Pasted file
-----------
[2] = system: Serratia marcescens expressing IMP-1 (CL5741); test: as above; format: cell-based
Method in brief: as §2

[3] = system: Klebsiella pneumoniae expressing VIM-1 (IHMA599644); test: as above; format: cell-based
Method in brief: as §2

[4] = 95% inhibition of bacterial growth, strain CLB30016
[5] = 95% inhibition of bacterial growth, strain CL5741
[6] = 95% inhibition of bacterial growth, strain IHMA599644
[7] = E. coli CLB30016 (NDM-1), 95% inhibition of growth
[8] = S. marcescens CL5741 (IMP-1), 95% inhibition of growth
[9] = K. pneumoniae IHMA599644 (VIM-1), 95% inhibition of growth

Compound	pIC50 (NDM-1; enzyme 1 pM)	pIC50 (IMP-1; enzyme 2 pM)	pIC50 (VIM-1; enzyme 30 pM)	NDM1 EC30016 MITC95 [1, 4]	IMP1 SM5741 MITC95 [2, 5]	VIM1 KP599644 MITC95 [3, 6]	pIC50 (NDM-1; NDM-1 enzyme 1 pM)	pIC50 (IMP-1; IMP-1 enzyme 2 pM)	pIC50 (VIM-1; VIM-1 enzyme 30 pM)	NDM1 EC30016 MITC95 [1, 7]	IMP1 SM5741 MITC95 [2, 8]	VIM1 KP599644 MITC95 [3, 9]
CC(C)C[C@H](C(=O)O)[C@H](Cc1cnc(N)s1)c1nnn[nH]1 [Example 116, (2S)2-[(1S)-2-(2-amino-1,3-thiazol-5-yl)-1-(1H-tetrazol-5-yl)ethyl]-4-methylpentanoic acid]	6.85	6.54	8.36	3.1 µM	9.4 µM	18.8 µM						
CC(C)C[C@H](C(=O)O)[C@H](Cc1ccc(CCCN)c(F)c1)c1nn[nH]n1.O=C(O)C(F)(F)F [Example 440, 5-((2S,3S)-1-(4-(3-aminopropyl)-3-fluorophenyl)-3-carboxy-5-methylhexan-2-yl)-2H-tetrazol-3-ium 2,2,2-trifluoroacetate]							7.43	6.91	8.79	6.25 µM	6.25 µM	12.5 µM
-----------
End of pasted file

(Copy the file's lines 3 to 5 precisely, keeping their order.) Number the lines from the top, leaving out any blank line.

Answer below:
[3] = system: Klebsiella pneumoniae expressing VIM-1 (IHMA599644); test: as above; format: cell-based
Method in brief: as §2

[4] = 95% inhibition of bacterial growth, strain CLB30016